## Load AsciiDoc using the API

When you load AsciiDoc using the API, you’re telling Asciidoctor to parse the document (down to the block level) and return an Asciidoctor::Document object. This object contains the full block structure of the AsciiDoc document.

 Loading a document currently does not parse the inline content. That processing is deferred until the parsed document is converted.

Let’s assume we’re working with the following AsciiDoc document:

= Document Title

The main content.

To parse this source file into an Asciidoctor::Document object, use the following API call:

doc = Asciidoctor.load_file 'document.adoc', safe: :safe

Using the object assigned to the doc variable, you can get information about the document, such as the document title.

puts doc.doctitle
# => "Document Title"

You can also inspect all the document attributes:

pp doc.attributes

Going deeper, you can find blocks in the document, such as all the paragraph blocks, using the find_by method:

puts doc.find_by context: :paragraph
# => #<Asciidoctor::Block@1001 {context: :paragraph, content_model: :simple, style: nil, lines: 1}>

If you’re starting with a source String instead of a source file, you’d use the load method instead:

asciidoc = File.read 'document.adoc', mode: 'r:utf-8'
doc = Asciidoctor.load asciidoc, safe: :safe

Once you have loaded the document, you can convert it by calling the convert method:

doc.convert

However, if you’re only interested in converting the AsciiDoc source when using the API, then it’s better to use a convert entrypoint.

## Convert AsciiDoc using the API

When you convert AsciiDoc using the API, you’re telling Asciidoctor to parse and convert the document to the output format determined by the specified backend. If you don’t specify a backend, like with the CLI, Asciidoctor will produce HTML.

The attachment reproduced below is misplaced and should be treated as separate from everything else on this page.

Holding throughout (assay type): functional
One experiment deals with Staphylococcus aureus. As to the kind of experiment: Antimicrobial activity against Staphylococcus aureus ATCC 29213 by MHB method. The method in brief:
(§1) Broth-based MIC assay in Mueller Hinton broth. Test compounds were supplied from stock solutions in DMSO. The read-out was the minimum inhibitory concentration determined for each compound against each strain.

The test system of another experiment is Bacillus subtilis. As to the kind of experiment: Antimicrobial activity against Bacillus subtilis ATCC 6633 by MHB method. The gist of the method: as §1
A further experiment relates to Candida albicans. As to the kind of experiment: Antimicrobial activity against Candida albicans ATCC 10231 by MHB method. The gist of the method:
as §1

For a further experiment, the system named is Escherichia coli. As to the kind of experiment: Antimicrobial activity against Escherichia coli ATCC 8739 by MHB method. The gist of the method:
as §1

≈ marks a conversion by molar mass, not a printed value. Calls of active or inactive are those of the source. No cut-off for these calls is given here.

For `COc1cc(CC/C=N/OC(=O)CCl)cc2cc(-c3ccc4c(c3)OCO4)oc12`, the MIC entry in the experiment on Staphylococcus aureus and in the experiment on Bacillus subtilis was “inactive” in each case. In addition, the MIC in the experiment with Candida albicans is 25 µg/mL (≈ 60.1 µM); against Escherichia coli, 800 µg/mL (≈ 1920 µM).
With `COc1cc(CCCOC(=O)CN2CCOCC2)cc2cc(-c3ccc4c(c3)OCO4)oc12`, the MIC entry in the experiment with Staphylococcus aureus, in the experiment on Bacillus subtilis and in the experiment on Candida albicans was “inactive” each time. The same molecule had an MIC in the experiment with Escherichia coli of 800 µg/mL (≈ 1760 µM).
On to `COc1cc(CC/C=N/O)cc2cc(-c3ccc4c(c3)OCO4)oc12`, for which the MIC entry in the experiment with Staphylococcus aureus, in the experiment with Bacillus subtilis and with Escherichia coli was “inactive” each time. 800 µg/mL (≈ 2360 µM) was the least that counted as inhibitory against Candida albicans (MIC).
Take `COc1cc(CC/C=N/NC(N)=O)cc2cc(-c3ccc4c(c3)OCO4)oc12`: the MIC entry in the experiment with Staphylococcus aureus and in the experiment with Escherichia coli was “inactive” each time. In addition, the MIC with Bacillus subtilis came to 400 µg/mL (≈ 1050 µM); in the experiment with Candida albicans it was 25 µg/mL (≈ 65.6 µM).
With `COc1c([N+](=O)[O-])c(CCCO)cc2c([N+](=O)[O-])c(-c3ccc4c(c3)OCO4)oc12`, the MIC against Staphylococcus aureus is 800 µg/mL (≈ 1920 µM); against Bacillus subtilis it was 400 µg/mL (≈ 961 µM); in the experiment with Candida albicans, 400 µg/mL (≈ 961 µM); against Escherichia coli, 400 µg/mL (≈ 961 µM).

Let’s again assume we’re working with the following AsciiDoc document:

= Document Title

The main content.

To convert this source file to HTML5, use the following API call:

Asciidoctor.convert_file 'document.adoc', safe: :safe

The command will output HTML to the file my-sample.html in the same directory. If you want Asciidoctor to output to a different file, you can specify it using the :to_file option:

Asciidoctor.convert_file 'document.adoc', safe: :safe, to_file: 'out.html'

You can convert the file to DocBook by setting the :backend option to 'docbook':

Asciidoctor.convert_file 'document.adoc', safe: :safe, backend: 'docbook'

In this case, Asciidoctor will output DocBook to the file my-sample.xml in the same directory. As before, you can use the :to_file option to control the output file.

If you’re starting with a source String instead of a source file, you’d use the convert method instead:

asciidoc = File.read 'document.adoc', mode: 'r:utf-8'
html = Asciidoctor.convert asciidoc, safe: :safe

In this case, embedded HTML is returned. To instruct Asciidoctor to write standalone HTML to a file instead, the :to_file option is mandatory.

asciidoc = File.read 'document.adoc', mode: 'r:utf-8'
Asciidoctor.convert asciidoc, safe: :safe, to_file: 'out.html'

That covers the basics of loading and converting AsciiDoc using the API.